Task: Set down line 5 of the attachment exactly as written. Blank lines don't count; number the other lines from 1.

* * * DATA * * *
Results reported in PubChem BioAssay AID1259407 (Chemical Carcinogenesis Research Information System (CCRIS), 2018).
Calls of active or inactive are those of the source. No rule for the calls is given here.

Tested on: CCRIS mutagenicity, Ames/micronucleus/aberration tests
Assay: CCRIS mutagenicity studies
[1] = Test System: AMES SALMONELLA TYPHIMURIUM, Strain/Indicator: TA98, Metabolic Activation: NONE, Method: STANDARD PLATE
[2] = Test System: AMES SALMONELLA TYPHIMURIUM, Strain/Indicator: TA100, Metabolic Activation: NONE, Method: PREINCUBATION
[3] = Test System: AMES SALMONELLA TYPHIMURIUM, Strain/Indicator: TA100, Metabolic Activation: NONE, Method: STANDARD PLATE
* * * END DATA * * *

[1] = Test System: AMES SALMONELLA TYPHIMURIUM, Strain/Indicator: TA98, Metabolic Activation: NONE, Method: STANDARD PLATE